XVSK, a cello and percussion duo, will perform at Murphy’s on Saturday, April 21. Doors open at 10:00 p.m., and the cover is $5. The music skirts the edges of indie rock, Americana, roots rock and improvisation that verges on jazziness. At once modern and tribal, melodic and in the groove, the rhythm section of the drums and bottom of the cello creates a foundation for Exter to weave melody and harmony– created with an occasional loop– from the high end of the cello and then solo with pizzicato and bowed solos.
Contact Murphy’s at 828-264-5117. For more info on the band, click to http://extervskimock.com.
Bio from JamBase:
Working with the shorthand monicker XVSK, cellist Trevor Exter and percussionist John Kimock have a unique chemistry as musicians, wringing the depth of drums and cello. The music skirts the edges of indie rock, Americana, roots rock and improvisation that verges on jazziness. At once modern and tribal, melodic and in the groove, the rhythm section of the drums and bottom of the cello creates a foundation for Exter to weave melody and harmony– created with an occasional loop– from the high end of the cello and then solo with pizzicato and bowed solos.
The surprising range of sounds created by these two artists fleshes out the lyrics and reassures the listener that this is a song based duo, not just another experimental combo exploring the depths of left field and spaciness. Thanks to Kimock’s creative, artistic drumming, the songs take on a life of their own, propelling the artists and their audience into the next mood or texture of the piece and giving the listener the impression of a full band. The overall effect is somewhat reminiscent of Morphine or maybe The Black Keys, circa 2007, and it “…makes you feel like you found something you didn’t even know you were missing.” (BreakThruRadio.com)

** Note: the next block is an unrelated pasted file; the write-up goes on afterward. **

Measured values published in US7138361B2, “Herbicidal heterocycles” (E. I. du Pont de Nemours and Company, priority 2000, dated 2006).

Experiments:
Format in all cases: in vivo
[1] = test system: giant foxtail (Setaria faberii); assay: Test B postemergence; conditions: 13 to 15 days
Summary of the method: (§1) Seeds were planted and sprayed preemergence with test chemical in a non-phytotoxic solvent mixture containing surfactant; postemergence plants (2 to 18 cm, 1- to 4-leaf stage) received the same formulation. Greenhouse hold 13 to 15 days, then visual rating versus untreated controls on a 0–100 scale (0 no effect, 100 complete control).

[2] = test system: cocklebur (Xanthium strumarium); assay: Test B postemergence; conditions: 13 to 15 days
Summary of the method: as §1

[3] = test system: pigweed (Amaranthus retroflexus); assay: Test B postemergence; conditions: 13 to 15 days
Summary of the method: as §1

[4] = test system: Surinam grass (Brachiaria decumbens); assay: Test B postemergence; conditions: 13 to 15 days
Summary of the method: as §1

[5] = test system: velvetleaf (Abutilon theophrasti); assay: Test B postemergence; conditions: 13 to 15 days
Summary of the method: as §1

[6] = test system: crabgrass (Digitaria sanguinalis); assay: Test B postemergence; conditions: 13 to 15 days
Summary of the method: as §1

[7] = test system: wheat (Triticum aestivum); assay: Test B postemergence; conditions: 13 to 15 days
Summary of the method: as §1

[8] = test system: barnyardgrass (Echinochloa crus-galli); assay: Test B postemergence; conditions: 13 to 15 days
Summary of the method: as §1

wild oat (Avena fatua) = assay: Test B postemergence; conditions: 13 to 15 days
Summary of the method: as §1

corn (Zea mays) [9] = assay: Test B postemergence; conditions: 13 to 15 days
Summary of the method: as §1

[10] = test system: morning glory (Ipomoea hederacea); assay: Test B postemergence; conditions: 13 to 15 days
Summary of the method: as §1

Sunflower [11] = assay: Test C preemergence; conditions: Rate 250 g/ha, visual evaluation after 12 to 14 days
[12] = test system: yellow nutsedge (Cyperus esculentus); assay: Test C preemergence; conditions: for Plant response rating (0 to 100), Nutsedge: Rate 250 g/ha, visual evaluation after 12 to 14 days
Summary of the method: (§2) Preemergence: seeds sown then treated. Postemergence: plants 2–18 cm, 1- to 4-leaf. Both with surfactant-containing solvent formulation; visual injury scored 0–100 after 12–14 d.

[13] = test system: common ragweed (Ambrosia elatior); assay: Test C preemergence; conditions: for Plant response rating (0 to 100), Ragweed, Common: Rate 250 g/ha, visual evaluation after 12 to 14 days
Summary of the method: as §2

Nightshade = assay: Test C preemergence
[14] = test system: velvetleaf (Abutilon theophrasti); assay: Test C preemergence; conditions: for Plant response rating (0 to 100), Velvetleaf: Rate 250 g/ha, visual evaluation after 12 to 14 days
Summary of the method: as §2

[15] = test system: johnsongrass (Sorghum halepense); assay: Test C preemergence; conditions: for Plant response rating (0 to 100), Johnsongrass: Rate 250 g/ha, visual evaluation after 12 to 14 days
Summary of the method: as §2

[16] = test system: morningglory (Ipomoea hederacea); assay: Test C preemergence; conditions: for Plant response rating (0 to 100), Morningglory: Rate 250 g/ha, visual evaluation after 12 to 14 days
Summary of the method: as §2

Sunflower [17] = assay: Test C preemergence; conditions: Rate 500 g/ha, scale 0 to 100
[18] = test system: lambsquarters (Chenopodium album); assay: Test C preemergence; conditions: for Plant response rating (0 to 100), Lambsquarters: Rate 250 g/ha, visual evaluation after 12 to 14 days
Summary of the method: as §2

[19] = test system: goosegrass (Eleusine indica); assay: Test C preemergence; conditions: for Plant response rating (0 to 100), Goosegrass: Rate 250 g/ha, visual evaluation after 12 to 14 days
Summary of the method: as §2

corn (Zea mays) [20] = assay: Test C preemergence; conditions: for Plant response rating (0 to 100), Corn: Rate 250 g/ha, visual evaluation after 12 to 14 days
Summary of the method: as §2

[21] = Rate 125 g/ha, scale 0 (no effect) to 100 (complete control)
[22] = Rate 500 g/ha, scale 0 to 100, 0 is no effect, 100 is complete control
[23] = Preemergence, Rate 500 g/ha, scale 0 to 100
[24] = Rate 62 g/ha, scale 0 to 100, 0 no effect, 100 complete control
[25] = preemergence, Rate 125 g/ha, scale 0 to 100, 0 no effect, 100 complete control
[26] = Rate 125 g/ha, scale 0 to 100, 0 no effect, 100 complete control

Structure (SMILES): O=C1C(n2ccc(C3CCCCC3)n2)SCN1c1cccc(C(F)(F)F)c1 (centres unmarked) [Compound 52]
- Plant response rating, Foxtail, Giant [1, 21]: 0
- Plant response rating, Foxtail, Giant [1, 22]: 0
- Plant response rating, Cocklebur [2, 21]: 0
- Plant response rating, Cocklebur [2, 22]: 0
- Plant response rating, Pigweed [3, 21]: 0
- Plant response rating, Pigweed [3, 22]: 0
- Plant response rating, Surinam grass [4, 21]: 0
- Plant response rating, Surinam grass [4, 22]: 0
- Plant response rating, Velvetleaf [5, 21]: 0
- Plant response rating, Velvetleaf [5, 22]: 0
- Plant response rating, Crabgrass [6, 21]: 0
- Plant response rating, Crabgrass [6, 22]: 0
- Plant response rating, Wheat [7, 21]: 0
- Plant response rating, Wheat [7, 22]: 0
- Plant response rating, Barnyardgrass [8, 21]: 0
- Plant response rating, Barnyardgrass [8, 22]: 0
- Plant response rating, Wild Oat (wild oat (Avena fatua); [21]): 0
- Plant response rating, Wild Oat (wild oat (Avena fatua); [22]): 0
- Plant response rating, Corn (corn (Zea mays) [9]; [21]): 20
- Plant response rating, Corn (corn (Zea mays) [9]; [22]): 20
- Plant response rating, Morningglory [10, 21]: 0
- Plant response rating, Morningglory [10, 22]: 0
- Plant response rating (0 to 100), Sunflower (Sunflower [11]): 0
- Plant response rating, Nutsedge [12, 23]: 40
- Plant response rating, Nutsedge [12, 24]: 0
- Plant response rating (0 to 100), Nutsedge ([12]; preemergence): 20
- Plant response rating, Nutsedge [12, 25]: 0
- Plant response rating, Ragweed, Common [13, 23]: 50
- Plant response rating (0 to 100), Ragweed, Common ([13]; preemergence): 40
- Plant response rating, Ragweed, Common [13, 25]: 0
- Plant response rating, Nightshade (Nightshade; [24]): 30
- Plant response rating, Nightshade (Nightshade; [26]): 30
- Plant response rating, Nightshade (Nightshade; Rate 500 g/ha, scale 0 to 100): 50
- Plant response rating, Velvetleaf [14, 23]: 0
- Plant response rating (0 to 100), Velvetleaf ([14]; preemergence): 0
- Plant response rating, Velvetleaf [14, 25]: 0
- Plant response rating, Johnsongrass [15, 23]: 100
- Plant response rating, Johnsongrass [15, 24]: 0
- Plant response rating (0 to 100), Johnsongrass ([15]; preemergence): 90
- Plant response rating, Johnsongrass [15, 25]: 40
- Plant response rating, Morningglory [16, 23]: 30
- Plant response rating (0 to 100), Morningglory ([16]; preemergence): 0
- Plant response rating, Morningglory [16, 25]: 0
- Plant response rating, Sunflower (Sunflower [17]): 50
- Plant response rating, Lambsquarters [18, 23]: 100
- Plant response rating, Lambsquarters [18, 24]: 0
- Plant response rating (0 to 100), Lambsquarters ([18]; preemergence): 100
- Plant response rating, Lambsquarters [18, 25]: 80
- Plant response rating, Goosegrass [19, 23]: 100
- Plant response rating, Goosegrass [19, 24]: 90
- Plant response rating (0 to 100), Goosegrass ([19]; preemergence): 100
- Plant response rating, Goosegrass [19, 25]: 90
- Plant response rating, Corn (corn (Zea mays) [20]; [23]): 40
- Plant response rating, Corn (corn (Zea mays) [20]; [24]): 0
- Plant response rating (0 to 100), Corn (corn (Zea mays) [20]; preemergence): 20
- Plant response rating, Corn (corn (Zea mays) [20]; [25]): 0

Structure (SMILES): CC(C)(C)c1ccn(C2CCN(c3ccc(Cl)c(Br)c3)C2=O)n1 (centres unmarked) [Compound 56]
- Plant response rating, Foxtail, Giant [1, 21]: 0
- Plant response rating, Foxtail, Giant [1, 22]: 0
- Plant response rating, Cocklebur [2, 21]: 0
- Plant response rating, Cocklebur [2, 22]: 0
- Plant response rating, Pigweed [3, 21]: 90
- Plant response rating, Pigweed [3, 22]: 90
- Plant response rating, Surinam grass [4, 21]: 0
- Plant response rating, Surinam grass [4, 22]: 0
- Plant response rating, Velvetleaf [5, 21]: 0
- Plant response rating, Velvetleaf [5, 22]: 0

John and Trevor began working out this strangely post-rock / alt-folk sound when they were touring from 2009-2010 as the rhythm section (with Exter on electric bass) for Steve Kimock’s Crazy Engine. The downtime jamming Exter and Kimock partook in was a big departure from the music they were playing nightly– it was not jam-oriented, and was more of a reflection of their own diverse musical backgrounds. Prior to meeting John Kimock, Exter was already a “go to guy” for rock or unconventional cello work in the New York music scene, playing with musicians as diverse as French neo-soprano Nicole Renaud and Brooklyn afro-punk band Shrine For The Black Madonna.
He also spent three years performing in a highly innovative aerial punk-rave spectacle that toured the world under the name “De La Guarda”. He also performed regularly as a solo singer / songwriter / cellist– his voice often compared to a cross between Bill Withers and Sting– and the songs he wrote through these various projects ultimately provided the basis for Exter vs. Kimock’s music. John Kimock’s musical background and influences are at once both complimentary and the perfect counterpoint to Exter’s. Having grown up on the road with his father– reknowned guitar wizard Steve Kimock– John Kimock has been immersed in music and performance since he could crawl. With unique access to nearly 40 years worth of a virtual “who’s who” in American rock and jazz personalities and history, John had– by his mid-teens– already developed his own approach and personality as a drummer and a musician.
While he obviously inherited his father’s intense creative spark and unwavering diligence on his instrument, his sensibility belongs to a younger generation. Working with Lehigh Valley bands New Madrid Faults and Post Junction, John explored and ultimately embraced an expanded sonic palette and a decidedly post-rock aesthetic, adding this to his deep arsenal of drumming styles and techniques. The result is a drummer who plays lyrically and melodically, dynamically and with driving force, with equal parts Buddy Rich and Phil Selway. Thus, by the time these two musicians with such eclectic backgrounds crossed paths, there was nothing to limit their expansive imaginations and the unique sound of Exter Vs Kimock was born.